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Summary



Swan View was identified by C.Y. O'Connor as an alternative route running parallel to the Jane Brook line to alleviate the problems encountered on the down ward trip near Boya which had step gradients and sharp curves and was known as "Cape Horn'.

Swan View tunnel is the earliest railway tunnel in West Australian's history, O'Connor designed the 340m Swan View Tunnel to overcome a granite barrier formed by a fold in the Darling Range. The granite through which it was bored was fractured and highly unstable, resulting in internal rock falls, so it was lined with bricks. The construction of the line was a major engineering project, a vast amount of rubble was moved to construct embankments, along with intensive blasting and digging using only picks and shovels, dynamite and horsepower.

The new line was opened on 1 July 1896, however, poor ventilation, heat and noxious fumes from the locomotives within the tunnel sometimes led to drivers and firemen being overcome with the first recorded driver death in 1942 from carbon monoxide poisoning. This forced the government to find a suitable deviation line which was built around the tunnel in 1945, which was used by the 'up trains', while the 'down' trains continued to use the tunnel. The tunnel ceased to be used for rail traffic after the new Avon Valley rail route was opened in 1966. Today the bed of the former railway line is composed of clay and loose pea gravel with scatterings of blue metal, evidence of its former use as a railway line. The tunnel remains in a fair condition with a heavy layer of soot on the ceiling.




After Swan View the line ascends East through natural bushland, steep ravines and waterfalls and into John Forrest National Park which was declared a conservation reserve in 1947. The reserve has 3 wooden railway bridges, Jane Brook Bridge, Deep Creek Bridge and Hovea Falls Bridge all which span Jane Brook waterway.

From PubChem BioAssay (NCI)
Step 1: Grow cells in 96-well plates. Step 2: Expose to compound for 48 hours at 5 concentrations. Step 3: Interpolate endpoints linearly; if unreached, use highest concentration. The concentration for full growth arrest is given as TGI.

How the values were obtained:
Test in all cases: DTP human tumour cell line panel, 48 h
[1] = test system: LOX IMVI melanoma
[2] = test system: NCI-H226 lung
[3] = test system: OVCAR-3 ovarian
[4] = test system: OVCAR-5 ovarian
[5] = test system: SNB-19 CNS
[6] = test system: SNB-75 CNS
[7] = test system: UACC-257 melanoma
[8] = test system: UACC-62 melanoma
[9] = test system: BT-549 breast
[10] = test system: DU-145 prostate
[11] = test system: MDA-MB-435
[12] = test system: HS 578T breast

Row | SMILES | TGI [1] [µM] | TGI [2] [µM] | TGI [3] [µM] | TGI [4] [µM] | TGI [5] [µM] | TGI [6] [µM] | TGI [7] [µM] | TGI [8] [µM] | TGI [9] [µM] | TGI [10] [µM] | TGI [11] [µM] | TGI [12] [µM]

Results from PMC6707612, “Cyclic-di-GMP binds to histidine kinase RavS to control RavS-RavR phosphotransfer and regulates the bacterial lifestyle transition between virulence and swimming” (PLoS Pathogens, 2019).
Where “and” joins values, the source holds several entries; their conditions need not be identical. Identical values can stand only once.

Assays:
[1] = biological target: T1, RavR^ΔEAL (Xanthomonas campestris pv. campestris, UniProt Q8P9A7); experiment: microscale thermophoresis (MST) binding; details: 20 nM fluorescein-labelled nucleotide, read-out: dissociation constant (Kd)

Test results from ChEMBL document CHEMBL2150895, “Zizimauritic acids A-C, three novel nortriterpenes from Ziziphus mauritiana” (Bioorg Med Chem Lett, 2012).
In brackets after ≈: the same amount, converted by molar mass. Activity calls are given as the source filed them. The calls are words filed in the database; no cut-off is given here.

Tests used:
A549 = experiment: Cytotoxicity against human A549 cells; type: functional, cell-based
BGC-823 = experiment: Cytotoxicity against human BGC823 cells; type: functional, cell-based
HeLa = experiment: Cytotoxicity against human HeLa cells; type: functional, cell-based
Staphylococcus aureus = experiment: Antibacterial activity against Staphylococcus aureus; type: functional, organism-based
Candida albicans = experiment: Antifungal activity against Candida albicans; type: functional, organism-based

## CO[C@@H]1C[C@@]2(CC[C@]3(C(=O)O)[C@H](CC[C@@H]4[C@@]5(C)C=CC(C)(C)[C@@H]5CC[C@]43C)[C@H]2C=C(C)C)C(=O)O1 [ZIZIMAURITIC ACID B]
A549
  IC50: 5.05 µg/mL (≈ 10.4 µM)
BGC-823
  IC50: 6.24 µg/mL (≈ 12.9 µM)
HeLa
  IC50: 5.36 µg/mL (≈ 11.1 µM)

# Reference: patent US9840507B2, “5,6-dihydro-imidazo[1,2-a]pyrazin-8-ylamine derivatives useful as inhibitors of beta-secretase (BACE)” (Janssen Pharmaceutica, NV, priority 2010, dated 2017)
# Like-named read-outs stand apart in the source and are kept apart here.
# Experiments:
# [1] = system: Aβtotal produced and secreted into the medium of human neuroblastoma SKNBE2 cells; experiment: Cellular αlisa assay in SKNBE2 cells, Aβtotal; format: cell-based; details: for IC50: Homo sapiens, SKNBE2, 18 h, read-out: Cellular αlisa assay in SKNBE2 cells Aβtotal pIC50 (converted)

Parkerville

During the railways construction 1894-1895 the department of Lands realised the demand for fertile land along Jane Brook. The Perth City council quarry opened in Parkerville in 1897 supplying blue metal to pave the city streets of Perth until 1919. The quarry was a major employer in Parkerville and declared a town site in 1900.









Construction




Swan View Tunnel was built on an alignment which replaced the original Eastern Railway passing through Smiths Mill, (now Glen Forrest), and Mundaring. The project to build the new line, including the Swan View Tunnel, was managed by the Engineer-in-Chief of the Western Australian Government Railways, C Y O'Connor.

The tunnel is 13 chains (858 ft, 262m) long

Work began in 1894, with the two bores meeting on 18 April 1895.The tunnel opened on 22 February 1896. The unstable nature of the jointed granite, along with clay seams, caused difficulties during construction of the tunnel. A masonry-lined face prevented rock falls, but reduced the inner diameter.

The deviation from the original railway line, and the tunnel in particular, was a "significant technical feat for the time"; Engineers Australia awarded the deviation an Engineering Heritage Marker as part of its Engineering Heritage Recognition Program.




Problems


The tunnel's small diameter combined with the steep gradient (1:49) to cause smoke accumulation. Incidents involving near-asphyxiation of train crews started in 1896, and continued throughout the tunnel's operating life. The first serious incident of this nature was in 1903

The tunnel's design was incompatible with the ASG class Garratt steam locomotives used by the Western Australian Government Railways in the 1940s. The subsequent Royal Commission into the ASG dealt with design of the locomotive, and the very dangerous clearances.



The cause of industrial trouble arose in regard to the taking of the ASG locomotives through the Swan View tunnel. This tunnel was constructed many years ago and provides very little clearance for a modern locomotive. In the case of the ASG the distance between the sides and top of the locomotive and the structure of the tunnel is a matter of inches.

The worst accident in the tunnel was on 5 November 1942, when both drivers and firemen were asphyxiated by carbon monoxide, one driver dying, when a fully laden double-header train passed through the tunnel at walking pace.

Further cases occurred in 1943 and 1944 on up trains.

Subsequent industrial strikes, Royal Commission and union agitation for the locomotives' withdrawal was a significant issue in the 1940s.






Deviation


Between 1934 and 1945, a signal cabin was located at Tunnel Junction, on the eastern end of the tunnel, for managing the transition from the tunnel's single line to the dual lines of the system.

The single line tunnel was considered unsafe for eastbound (climbing) trains, and a diversion was added on the northern side of the hill that the tunnel passed through.